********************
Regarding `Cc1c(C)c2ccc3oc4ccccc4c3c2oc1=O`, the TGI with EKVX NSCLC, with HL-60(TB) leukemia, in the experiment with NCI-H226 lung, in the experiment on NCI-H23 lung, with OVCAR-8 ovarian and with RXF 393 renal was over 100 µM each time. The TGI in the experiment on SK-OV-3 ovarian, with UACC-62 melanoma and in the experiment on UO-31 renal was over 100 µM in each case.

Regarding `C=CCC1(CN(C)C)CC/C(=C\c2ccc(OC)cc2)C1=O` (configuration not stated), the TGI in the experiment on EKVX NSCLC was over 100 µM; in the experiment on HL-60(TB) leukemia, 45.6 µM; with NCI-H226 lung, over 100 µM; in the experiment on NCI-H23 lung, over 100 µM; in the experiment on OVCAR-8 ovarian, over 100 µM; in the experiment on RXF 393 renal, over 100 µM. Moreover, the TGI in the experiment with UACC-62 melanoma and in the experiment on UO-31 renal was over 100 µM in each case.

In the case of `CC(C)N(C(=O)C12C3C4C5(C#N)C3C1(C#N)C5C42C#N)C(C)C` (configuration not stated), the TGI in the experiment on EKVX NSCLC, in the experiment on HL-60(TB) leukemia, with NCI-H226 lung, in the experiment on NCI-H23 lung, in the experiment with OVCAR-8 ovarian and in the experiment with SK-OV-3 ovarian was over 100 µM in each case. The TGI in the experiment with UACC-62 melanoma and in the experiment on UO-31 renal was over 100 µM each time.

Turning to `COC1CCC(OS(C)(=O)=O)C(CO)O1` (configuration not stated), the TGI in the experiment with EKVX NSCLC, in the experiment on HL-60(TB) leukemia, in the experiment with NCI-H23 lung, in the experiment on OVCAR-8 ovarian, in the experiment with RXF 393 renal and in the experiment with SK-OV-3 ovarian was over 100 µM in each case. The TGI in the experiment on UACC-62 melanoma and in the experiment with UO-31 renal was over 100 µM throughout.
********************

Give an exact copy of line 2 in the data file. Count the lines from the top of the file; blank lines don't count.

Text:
Regarding `C=CCC1(CN(C)C)CC/C(=C\c2ccc(OC)cc2)C1=O` (configuration not stated), the TGI in the experiment on EKVX NSCLC was over 100 µM; in the experiment on HL-60(TB) leukemia, 45.6 µM; with NCI-H226 lung, over 100 µM; in the experiment on NCI-H23 lung, over 100 µM; in the experiment on OVCAR-8 ovarian, over 100 µM; in the experiment on RXF 393 renal, over 100 µM. Moreover, the TGI in the experiment with UACC-62 melanoma and in the experiment on UO-31 renal was over 100 µM in each case.